Hi everyone! I was wondering why 1200 is the lowest you should restrict your calories at? Is there a scientific equation or reason? (Everyones metabolism is different but it seems despite your gender, age or height or current weight, its suggest not to go below this magic number) Thanks for your time and hope someone can clear this up:)
Well, a couple of times I said it was probably a good target, and the reason I said that was because the people asking the question were women and shorter than me. When I was focused on weight loss, my target was 1500, though I did have some fast days and other days where the number was lower.
You want to create a decent calorie deficit while maintaining good nutrition. If you can figure out what your maintenance requirements are and then subtract 500, then you'll have a 3500 calorie deficit per week. This should translate into losing about a pound a week.
The main reason not too go to low is nutrition. You've got to get the nutrition in- enough protein to maintain your lean body mass, for instance. Good fats are high in calories, but still need to be part of a diet, because we always need them, and because- for the SAD people- the fat ratios within their bodies are all screwed up and it takes at least two years to fix that.
I always heard the 1200 being the minimal caloric intake because it is thought that this is the minimal amount of calories one can take in while still getting the bare minimum RDA of vitamins and minerals. This was at least the justification I've heard anytime watching a special on TV with some doctors debunking super low cal diets, like Kimkins, Hcg, etc.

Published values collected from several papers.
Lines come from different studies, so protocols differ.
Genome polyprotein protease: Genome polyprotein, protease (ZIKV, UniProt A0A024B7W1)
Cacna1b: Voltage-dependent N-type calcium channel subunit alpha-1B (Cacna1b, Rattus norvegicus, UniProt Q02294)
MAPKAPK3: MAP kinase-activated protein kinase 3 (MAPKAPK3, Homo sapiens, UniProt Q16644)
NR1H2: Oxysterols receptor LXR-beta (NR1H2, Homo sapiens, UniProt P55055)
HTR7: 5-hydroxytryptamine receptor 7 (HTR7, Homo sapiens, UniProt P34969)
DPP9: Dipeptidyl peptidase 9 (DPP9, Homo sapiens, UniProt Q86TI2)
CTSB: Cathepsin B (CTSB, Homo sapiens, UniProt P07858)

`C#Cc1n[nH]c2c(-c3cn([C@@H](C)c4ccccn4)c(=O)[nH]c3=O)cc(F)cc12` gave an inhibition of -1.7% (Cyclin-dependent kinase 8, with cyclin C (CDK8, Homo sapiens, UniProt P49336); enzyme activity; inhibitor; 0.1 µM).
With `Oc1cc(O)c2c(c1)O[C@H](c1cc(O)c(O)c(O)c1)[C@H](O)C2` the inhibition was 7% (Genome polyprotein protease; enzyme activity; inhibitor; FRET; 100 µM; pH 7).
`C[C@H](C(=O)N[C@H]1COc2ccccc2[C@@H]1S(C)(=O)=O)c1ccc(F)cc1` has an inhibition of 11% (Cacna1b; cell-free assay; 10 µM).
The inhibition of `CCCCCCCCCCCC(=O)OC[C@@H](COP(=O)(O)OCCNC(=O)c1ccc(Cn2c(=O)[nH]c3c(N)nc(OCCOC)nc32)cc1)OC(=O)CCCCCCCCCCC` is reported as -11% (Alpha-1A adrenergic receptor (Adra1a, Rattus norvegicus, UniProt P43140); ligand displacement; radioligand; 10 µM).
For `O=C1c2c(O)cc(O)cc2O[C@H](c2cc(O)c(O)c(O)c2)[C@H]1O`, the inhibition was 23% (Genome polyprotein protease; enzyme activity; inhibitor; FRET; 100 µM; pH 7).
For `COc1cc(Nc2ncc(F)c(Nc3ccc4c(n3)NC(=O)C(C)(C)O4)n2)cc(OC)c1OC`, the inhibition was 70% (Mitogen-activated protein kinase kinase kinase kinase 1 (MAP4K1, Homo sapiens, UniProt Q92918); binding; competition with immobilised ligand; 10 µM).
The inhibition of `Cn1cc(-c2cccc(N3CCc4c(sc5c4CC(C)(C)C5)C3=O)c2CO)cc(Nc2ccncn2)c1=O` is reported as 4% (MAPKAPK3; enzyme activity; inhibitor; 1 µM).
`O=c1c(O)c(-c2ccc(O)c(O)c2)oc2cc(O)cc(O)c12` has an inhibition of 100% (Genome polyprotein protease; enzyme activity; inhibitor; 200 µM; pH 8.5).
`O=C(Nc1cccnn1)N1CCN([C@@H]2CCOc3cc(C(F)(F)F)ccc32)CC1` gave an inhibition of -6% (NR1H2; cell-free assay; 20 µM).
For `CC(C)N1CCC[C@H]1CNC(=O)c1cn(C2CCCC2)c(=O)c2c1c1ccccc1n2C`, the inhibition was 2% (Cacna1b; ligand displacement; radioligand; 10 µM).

It is a made up number that continues to be repeated without any backup.
Alternatevely, if you include the "minimum recommended macronutrients" from the Food and Nutrition Information Center, you get approximately 1100 calories (including 130 grams of carbs, 20 grams of fat (none saturated), 10 grams of Omega 6, 1.6g of Omega 3, 56 grams of Protein. (http://www.iom.edu/Global/News%20Announcements/~/media/C5CD2DD7840544979A549EC47E56A02B.ashx )
However, in 1943, the suggested calorie intake for a ONE TO THREE YEAR OLD CHILD is 1200 calories. Recomendations for Women over 21 were 2500, and 3000 for 21+ men. http://ajph.aphapublications.org/doi/abs/10.2105/AJPH.33.1.58
So, the 1200 came to be the minimum for anyone of any age. Personally, I like to eat more than a 3 year old.
To Compare, the "Minnesota Starvation Study" was 1560 calories, usually with starchy tubers such as potatoes, rutabagas, turnips, with some bread products. (http://en.wikipedia.org/wiki/Minnesota_Starvation_Experiment#Goals_and_methods )
Supposedly below this number and your body downshifts into starvation mode. That is, it decreases your homeostatic metabolic rate in anticipation of famine. Your body no longer optimizes for performance, but to try survive the coming hard times.
This is bad because (1) daily performance is affected; (2) caloric burn rate drops; (3) later on, your metabolism may not magically upshift when you want it to. People seem to mess themselves up, and have difficulty find their original equilibrium.
In the reading I have done, 1200 calories is not a goal for everyone. You should not go below your BMR (Basal Metabolic Rate), which is the number of calories you burn doing nothing but breathing and beating your heart all day. Below that number, you will sometimes go into "starvation mode" as another poster noted. You may also have trouble getting enough vitamins and nutrients into your body. Most of what I've read recommends that you find the BMR for someone with your height and weight (and preferably body fat percentage) and not go significantly below that for long periods of time.